I was told that when electrons and positrons collide they produce 2 photons of 0.511MeV each. But what happens to the kinetic energy of the electrons and positrons? It just feels to me that the energy is not conserved. I was told somewhere that the relative KE of the particles to each other is 0, but I don't understand this. Any help would be greately appreciated.
All the energy from is positrons and electrons are 'converted' into two photons. Energy is very much conserved. This is easy to prove when just writing down the energy and momentum conservation laws. Regards marlon
I think in the other thread anti_crank mentioned that the 0.511MeV photons produced is only when the collision occurs with the positron + electron at rest. But then how do they "collide." Don't they have to move close to each other, therefore they have KE just before collision?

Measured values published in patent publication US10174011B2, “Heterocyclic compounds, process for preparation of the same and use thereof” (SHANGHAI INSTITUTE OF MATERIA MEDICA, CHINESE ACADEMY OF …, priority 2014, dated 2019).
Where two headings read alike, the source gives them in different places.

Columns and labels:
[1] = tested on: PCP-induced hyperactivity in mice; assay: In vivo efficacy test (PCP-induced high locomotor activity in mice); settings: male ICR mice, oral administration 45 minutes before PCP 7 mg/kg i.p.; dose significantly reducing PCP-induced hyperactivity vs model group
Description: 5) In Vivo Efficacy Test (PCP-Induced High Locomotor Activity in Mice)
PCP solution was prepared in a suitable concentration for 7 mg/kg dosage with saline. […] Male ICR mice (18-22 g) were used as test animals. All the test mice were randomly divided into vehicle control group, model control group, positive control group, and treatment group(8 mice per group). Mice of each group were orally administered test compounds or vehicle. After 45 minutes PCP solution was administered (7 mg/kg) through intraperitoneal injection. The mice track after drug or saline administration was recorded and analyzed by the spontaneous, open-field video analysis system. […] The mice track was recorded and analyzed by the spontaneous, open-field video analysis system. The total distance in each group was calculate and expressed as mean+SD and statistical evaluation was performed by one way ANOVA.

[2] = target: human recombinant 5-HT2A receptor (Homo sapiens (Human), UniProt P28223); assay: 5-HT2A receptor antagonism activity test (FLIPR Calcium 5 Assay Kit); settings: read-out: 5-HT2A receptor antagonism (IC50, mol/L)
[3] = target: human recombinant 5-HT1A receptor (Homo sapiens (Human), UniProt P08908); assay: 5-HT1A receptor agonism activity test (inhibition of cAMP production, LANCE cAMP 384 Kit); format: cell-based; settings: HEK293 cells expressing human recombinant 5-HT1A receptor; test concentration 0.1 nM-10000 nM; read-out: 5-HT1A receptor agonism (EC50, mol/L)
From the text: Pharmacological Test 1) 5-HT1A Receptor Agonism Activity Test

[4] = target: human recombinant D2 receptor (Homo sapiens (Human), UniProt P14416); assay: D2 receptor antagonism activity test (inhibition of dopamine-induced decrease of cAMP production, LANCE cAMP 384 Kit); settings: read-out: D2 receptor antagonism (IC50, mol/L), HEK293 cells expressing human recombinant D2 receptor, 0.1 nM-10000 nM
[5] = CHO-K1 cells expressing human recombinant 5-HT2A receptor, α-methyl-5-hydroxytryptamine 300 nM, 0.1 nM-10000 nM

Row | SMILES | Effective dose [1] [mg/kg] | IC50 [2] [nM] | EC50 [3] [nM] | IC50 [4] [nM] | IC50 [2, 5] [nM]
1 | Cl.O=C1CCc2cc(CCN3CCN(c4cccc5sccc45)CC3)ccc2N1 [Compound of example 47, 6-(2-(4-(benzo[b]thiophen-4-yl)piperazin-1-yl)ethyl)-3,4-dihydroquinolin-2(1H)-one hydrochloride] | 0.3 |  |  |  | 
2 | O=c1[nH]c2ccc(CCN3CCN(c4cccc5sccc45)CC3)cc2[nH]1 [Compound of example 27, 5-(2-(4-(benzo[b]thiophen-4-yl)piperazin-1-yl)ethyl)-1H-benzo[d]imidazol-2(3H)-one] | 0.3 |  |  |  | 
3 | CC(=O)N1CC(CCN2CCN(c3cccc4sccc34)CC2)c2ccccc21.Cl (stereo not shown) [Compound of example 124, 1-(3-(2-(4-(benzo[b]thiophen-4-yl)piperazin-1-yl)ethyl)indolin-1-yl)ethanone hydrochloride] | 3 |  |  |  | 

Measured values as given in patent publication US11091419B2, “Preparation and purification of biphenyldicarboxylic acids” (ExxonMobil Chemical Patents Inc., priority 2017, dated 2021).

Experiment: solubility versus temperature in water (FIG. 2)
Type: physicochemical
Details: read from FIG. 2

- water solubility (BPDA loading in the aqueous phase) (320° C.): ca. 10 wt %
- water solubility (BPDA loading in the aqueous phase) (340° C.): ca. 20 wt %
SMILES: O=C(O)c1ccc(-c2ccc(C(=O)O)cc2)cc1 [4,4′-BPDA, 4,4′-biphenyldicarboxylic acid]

"At rest" in this context means that the velocities are significantly smaller than the speed of light, so that the kinetic energy is small compared to the rest mass. You are correct that the photon energy will be shifted due to the kinetic energy in the collision. So instead of seeing a spike at exactly 511 keV, there will be a distribution with some width. Again, it's a small effect. Note that when you see actual data looking for the 511 line from astrophysical sources there are many other effects that distort the line-shape as well (doppler broadening, etc.... There's a long list).
All that's required is a partial overlap of their wavefunctions to count as a "collision". Think of the positronium atom: in the ground state the electron's wave fcn vanishes at the positron "nucleus" and there is no "motion" as defined clasically - yet the system still decays.
Actually, the wavefunction does NOT vanish at the origin. The decay rate is indeed proportional to the square of the wavefunction at the origin. Pat